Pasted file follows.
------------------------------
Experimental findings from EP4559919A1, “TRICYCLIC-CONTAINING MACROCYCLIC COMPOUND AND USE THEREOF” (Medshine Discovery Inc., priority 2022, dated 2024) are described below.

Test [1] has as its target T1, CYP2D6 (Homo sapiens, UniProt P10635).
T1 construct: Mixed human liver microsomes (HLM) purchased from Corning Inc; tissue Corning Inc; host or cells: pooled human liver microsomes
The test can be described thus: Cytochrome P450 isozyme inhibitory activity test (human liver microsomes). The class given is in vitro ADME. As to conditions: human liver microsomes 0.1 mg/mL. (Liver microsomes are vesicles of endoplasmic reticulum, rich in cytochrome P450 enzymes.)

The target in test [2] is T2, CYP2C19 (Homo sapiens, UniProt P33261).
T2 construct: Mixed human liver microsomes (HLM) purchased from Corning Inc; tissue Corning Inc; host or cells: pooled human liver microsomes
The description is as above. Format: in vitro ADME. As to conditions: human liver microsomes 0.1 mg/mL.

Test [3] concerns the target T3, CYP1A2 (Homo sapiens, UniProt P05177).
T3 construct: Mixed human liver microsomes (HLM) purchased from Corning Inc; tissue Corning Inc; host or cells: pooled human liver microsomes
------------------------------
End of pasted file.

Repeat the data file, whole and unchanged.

Experimental findings from EP4559919A1, “TRICYCLIC-CONTAINING MACROCYCLIC COMPOUND AND USE THEREOF” (Medshine Discovery Inc., priority 2022, dated 2024) are described below.

Test [1] has as its target T1, CYP2D6 (Homo sapiens, UniProt P10635).
T1 construct: Mixed human liver microsomes (HLM) purchased from Corning Inc; tissue Corning Inc; host or cells: pooled human liver microsomes
The test can be described thus: Cytochrome P450 isozyme inhibitory activity test (human liver microsomes). The class given is in vitro ADME. As to conditions: human liver microsomes 0.1 mg/mL. (Liver microsomes are vesicles of endoplasmic reticulum, rich in cytochrome P450 enzymes.)

The target in test [2] is T2, CYP2C19 (Homo sapiens, UniProt P33261).
T2 construct: Mixed human liver microsomes (HLM) purchased from Corning Inc; tissue Corning Inc; host or cells: pooled human liver microsomes
The description is as above. Format: in vitro ADME. As to conditions: human liver microsomes 0.1 mg/mL.

Test [3] concerns the target T3, CYP1A2 (Homo sapiens, UniProt P05177).
T3 construct: Mixed human liver microsomes (HLM) purchased from Corning Inc; tissue Corning Inc; host or cells: pooled human liver microsomes